2280. Pott's Disease Caused by Mycobacterium bovis Following Intravesical BCG Therapy for Bladder Cancer
Session: Poster Abstract Session: Non-Tuberculous Mycobacteria - Epidemiology and Management
Saturday, October 7, 2017
Room: Poster Hall CD

Background:

Bacillus Calmette-Guerin (BCG) are attenuated strains of Mycobacterium bovis, which is part of the Mycobacterium tuberculosis complex. BCG is used for bladder cancer therapy.

Case/Methods:

80 year old man presented with severe back pain, paraplegia, urine retention. Past history included rheumatoid arthritis, bladder cancer. He was diagnosed with recurrent bladder cancer (T1, high grade lamina propria superficial invasion) in June 2016 (previously diagnosed 14 years ago, treated with BCG). Patient had transurethral resection of tumor in August 2016, after which he got 6 weekly cycles of intravesical BCG. He underwent cystoscopies with no evidence of residual disease. No history of concurrent illness during therapy.

He was initially admitted 1 month ago with back pain: MRI showed thoracic (T6-T7) epidural abscess, vertebral osteomyelitis/diskitis; he underwent T6-T7 hemilaminectomies, drainage of abscess, cord decompression. Operative cultures were initially negative. He was discharged with empiric broad spectrum antibiotics. Repeat MRI during this admission showed extensive inflammation at T6-T7: diskitis, osteomyelitis, epidural abscess, more non enhancing material in the disc space, progressive edema in pedicles and lamina, worse cord compression. Neurosurgery evaluated patient: deemed to be poor surgical candidate given his extensive comorbidities, advanced age. His operative AFB cultures turned positive 4 weeks after surgery (MTB complex by DNA probe). Therapy started with Isoniazid, Rifampin, Ethambutol, Pyridoxine, Dexamethasone. The isolate was sent to state lab: whole genome sequencing showed M. bovis BCG strain. Susceptibility testing is pending.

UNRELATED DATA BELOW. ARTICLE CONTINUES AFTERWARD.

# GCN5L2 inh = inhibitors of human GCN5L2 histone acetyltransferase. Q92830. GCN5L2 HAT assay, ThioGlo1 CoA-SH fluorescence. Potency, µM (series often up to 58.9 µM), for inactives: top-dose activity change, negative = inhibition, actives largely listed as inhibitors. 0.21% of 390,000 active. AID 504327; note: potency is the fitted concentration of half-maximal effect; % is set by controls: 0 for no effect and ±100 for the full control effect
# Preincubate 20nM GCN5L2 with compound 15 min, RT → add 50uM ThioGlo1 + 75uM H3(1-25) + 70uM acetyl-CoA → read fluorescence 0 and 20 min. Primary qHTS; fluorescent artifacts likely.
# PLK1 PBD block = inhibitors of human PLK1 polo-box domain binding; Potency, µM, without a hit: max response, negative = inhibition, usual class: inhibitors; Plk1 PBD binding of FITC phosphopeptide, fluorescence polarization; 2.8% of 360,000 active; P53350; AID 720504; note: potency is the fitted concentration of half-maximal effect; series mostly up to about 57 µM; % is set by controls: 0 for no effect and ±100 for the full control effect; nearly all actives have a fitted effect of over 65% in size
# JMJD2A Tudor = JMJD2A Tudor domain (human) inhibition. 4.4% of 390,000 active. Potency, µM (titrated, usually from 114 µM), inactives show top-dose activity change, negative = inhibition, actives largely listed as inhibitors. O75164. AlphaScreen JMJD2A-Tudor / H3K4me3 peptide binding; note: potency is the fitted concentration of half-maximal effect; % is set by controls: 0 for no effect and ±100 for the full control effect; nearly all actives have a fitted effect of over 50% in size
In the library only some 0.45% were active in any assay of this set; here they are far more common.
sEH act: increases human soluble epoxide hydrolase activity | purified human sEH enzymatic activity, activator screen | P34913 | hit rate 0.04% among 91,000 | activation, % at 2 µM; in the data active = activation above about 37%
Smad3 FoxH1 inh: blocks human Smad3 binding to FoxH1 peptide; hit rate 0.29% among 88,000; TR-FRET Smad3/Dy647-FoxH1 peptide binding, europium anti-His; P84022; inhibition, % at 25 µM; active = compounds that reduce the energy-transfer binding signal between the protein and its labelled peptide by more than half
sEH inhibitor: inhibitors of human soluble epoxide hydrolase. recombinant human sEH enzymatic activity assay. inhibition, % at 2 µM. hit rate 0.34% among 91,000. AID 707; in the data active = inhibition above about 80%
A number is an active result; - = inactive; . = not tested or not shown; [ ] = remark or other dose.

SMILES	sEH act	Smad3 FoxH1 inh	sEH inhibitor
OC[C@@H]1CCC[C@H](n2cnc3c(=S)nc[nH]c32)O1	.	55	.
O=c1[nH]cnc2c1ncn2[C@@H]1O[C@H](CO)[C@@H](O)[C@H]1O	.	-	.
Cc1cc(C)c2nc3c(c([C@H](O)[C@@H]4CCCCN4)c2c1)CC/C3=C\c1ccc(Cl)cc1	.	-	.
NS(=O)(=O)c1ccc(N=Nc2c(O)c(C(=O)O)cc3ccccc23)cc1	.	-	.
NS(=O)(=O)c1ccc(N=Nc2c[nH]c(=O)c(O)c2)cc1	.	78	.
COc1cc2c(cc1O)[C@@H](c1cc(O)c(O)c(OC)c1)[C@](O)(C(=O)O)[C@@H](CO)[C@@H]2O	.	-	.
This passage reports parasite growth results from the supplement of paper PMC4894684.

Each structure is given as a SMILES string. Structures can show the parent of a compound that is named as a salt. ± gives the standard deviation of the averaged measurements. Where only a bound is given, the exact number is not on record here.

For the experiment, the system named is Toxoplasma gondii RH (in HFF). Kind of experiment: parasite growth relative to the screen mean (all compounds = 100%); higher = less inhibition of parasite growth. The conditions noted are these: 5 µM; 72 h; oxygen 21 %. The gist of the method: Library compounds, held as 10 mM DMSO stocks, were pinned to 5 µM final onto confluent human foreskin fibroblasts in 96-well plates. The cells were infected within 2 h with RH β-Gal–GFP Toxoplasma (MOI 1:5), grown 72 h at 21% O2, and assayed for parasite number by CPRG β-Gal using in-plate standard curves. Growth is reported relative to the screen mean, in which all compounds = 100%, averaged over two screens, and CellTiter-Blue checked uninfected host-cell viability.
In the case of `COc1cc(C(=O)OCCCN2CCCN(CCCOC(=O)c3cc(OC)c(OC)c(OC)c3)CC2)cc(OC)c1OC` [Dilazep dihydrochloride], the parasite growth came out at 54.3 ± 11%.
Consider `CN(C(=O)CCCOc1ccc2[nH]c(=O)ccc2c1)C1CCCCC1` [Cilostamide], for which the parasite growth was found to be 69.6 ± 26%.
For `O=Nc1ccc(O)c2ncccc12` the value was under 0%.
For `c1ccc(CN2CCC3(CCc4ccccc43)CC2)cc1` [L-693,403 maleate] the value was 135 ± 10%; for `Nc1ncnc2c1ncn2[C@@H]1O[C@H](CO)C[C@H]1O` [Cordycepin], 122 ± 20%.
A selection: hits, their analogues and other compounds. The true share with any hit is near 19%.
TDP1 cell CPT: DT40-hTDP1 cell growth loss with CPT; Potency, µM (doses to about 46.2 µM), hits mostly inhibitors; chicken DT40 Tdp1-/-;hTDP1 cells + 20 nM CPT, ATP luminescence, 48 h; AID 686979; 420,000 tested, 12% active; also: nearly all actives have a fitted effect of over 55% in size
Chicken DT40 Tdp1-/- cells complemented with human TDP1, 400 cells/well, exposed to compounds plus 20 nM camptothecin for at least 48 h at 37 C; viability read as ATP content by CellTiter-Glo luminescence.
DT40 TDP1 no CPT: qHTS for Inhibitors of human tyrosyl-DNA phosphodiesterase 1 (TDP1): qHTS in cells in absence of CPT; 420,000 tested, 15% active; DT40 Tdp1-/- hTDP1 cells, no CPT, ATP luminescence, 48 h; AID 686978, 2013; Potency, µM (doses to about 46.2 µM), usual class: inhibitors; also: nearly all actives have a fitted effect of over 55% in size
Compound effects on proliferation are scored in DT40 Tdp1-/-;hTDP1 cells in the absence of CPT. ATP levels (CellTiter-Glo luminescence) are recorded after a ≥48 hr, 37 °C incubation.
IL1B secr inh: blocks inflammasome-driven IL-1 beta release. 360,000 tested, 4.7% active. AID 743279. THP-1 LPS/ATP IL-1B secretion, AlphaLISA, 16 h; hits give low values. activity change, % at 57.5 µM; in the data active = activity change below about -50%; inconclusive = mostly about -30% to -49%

Discussion/Results:

BCG therapy of superficial bladder cancer is a recommended treatment modality. Early infectious complications occur within 3 months, late infections after 1 year. In >2000 patients treated with BCG, infectious complications occurred in <5%.  Potts disease following BCG therapy is rare but has been described; the time of onset can be from 14 days-12 years after therapy.

Conclusion:

In patients treated with BCG for bladder cancer, clinicians must have a high index of suspicion for infectious complications, as early initiation of therapy yields better outcomes.  

 

Zachary Jones, MD1, Tasaduq Fazili, MBBS2 and Ambika Eranki, MD, MPH2, (1)Infectious Disease, UPSTATE MEDICAL UNIVERSITY, SYRACUSE, NY, (2)Infectious Diseases, SUNY Upstate Medical University, Syracuse, NY

Disclosures:

Z. Jones, None

T. Fazili, None

A. Eranki, None

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